“The number that people seem to accept is that the oil potential is probably somewhere in the mid-30bn barrel range. And the gas potential is probably in excess of 100 trillion cubic feet. So it’s sizeable…If we had a sensible policy around access it would serve you well; not to throw everything all at one time, because the industry could not assimilate that anyway. But [we need] sensible, responsible opening up of areas, like the rest of the world has done, and to begin to allow industry to go out to get all the data, shoot seismic, drill some wells, find out what’s out there, or whether this is all a big argument about nothing.”

On nuclear power:

“We support a full evaluation and promoting on a economic basis all the alternatives, and with regard to nuclear, we have said nuclear really has to come back on the table for discussion.”

“I think people’s mindset is stuck in some other point in time, 20 or 30 years ago. And anyone who takes an objective look at the performance records of nuclear power around the world recognises it as being one of the most reliable, safest, forms of energy delivery on the planet. Now, there are obviously issues you have to deal with around waste fuels, spent fuels, proper handling of those from a safety standpoint as well as a security standpoint. But all of those are solvable.”

“The reason we exited nuclear was because the government regulation around uranium enrichment changed. All the value around the nuclear fuels business at the time we were in that business was around processing, upgrading and enrichment to fuels grade uranium. When they changed the law and partly regulated that, it took all the profit out of it and that’s when we exited the business. I don’t expect that that’s going to change, that regulatory structure around the fuels upgrade, because there’s some much concern around security these days. So right now I would have the expectation that we would re-enter that business.“

On improvements to road transport:

“We are confident there are still significant improvements to the internal combustion engine yet to be captured, so just in terms of making that engine much more fuel efficient and therefore less emissions per unit of activity, and we’re doing a lot of work in that area and have been for some time, both on gasoline combustion engines and diesel. Certainly a greater penetration of diesel engines into the US automobile transportation market would have an important impact. So I think that that’s where the near term emphasis should be: there and on the further advancement in hybrid vehicles… Our view for some time has been that the hybrid vehicle, what I’ll call the traditional hybrid vehicle, the one I just described, will continue to grow in its popularity, the cost will come down as they build more manufacturing capability, just because of industrial engineering improvements to the process and you continue to find lower cost ways and continue to have some improvements in battery technology. The manufacturers will just get better and better at those things, such that some time along about the mid to latter part of the next decade, our expectation is that about one in three new vehicles that are sold in the United States is going to be a hybrid type vehicle or equivalent in terms of energy efficiency. And that is going to begin to change the demand for conventional transportation fuels in the US. As diesel engines make a penetration that’s a piece of that, because they’re much more fuel efficient.“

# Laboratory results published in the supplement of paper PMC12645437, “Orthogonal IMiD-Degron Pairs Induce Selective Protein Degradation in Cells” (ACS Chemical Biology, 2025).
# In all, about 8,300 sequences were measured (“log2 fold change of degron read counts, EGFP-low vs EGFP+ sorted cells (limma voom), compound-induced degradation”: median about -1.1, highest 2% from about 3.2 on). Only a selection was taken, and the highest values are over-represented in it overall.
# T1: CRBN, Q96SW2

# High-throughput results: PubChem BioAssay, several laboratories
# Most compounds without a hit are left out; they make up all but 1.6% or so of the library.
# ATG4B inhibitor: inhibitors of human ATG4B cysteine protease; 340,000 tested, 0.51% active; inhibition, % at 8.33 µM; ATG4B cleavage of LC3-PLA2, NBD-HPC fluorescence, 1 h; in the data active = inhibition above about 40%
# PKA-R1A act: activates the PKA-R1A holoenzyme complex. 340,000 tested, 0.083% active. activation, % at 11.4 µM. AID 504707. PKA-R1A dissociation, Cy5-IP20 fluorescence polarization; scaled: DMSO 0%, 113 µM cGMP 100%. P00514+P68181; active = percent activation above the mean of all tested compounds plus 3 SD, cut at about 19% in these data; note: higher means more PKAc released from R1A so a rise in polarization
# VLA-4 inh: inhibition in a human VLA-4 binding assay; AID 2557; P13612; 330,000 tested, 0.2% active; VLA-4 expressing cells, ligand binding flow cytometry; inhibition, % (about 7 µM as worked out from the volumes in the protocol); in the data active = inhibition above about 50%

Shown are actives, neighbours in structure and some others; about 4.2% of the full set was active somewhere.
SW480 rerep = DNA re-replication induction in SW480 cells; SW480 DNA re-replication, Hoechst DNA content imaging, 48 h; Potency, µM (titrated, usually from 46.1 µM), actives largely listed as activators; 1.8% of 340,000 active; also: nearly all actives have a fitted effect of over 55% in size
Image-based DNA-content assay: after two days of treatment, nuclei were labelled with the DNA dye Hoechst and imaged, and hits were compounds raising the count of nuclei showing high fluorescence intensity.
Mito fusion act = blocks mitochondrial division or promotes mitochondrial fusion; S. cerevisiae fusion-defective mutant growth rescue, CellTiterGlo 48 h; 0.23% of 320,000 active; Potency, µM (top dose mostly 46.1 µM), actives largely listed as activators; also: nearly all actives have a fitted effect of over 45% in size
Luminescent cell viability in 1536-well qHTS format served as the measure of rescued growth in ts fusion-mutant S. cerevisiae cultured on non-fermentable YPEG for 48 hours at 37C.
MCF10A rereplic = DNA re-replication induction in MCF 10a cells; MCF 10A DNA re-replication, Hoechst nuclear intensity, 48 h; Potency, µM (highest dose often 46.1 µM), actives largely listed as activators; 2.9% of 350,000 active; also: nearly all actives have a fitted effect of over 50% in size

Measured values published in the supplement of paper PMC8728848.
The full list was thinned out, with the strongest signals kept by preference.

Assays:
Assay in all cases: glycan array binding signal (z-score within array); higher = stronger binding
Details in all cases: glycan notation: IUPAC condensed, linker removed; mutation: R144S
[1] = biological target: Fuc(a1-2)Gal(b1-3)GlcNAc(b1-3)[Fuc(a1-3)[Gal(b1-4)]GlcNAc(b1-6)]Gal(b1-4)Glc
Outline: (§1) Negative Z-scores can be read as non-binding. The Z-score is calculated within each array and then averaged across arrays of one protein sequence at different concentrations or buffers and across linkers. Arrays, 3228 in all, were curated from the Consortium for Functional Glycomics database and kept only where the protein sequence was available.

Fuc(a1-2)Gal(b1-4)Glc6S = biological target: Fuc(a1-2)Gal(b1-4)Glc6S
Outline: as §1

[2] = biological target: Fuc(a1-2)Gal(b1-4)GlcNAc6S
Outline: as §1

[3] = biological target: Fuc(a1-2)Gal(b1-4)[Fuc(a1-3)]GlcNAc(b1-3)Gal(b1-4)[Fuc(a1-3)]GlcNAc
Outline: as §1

“We’re working on that whole issue around how to make the internal combustion engine much more efficient on two fronts; one is around HCCI, homogeneous charge compression ignition, which is a technology that is better understood in diesel engines than it is in gasoline engines, but if you can control that process in a gasoline engine you can get up to 10-15 per cent fuel efficiency improvements in a gasoline engine. And we’ve been working on that for some time at our research laboratories, so I think there will be further improvements in the internal combustion engine. We’re also looking at different ways you deliver the fuel to the engine to make it more efficient. And we think we’re very close on a few things that we may be able to put into the marketplace here in the not too distant future. We’re working through a joint effort with Toyota on a number of these.”

On the rise of national oil companies:

“It’s just more competitors and different competitors. National oil companies don’t operate under the same enterprise value model that we operate under. I don’t think you have to be a genius to figure that one out. So it means that their behaviour in a competitive situation is quite different than ours.”

“Our response to that is no different than our response to competition has always been, we have to bring value add to our opportunity. If everyone were equal, if all of us had the same technology capabilities and the same know-how, then it would just be a straight up bidding war. You know, I’ll give you 10, and the next chap says, I’ll give you 11. But we’re not all equal, and most of the host governments recognise that we’re not all equal, and so that’s the case we have to make, is that we bring some things that others cannot bring that is going to take the value of your resource opportunity. And if on a zero-sum basis the value is this big, if you allow us to work on it through technology and know-how, we’re going to increase the value of that to this big.”